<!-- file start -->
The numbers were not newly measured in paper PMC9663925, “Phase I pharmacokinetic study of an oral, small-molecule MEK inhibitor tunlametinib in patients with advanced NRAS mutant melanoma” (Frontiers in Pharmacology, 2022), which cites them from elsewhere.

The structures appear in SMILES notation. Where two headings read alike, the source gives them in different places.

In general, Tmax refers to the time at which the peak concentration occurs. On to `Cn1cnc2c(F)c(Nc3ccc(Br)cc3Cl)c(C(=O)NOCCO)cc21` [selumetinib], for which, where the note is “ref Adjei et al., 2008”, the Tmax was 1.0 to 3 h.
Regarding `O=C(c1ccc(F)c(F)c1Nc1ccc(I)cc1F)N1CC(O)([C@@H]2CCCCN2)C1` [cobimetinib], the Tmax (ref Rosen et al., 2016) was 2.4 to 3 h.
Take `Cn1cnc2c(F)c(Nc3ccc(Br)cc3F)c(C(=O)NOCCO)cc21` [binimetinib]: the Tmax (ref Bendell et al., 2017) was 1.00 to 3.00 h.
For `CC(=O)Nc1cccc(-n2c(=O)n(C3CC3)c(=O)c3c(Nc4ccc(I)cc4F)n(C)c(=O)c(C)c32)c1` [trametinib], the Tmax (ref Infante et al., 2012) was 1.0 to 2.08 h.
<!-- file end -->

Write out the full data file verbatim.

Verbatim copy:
The numbers were not newly measured in paper PMC9663925, “Phase I pharmacokinetic study of an oral, small-molecule MEK inhibitor tunlametinib in patients with advanced NRAS mutant melanoma” (Frontiers in Pharmacology, 2022), which cites them from elsewhere.

The structures appear in SMILES notation. Where two headings read alike, the source gives them in different places.

In general, Tmax refers to the time at which the peak concentration occurs. On to `Cn1cnc2c(F)c(Nc3ccc(Br)cc3Cl)c(C(=O)NOCCO)cc21` [selumetinib], for which, where the note is “ref Adjei et al., 2008”, the Tmax was 1.0 to 3 h.
Regarding `O=C(c1ccc(F)c(F)c1Nc1ccc(I)cc1F)N1CC(O)([C@@H]2CCCCN2)C1` [cobimetinib], the Tmax (ref Rosen et al., 2016) was 2.4 to 3 h.
Take `Cn1cnc2c(F)c(Nc3ccc(Br)cc3F)c(C(=O)NOCCO)cc21` [binimetinib]: the Tmax (ref Bendell et al., 2017) was 1.00 to 3.00 h.
For `CC(=O)Nc1cccc(-n2c(=O)n(C3CC3)c(=O)c3c(Nc4ccc(I)cc4F)n(C)c(=O)c(C)c32)c1` [trametinib], the Tmax (ref Infante et al., 2012) was 1.0 to 2.08 h.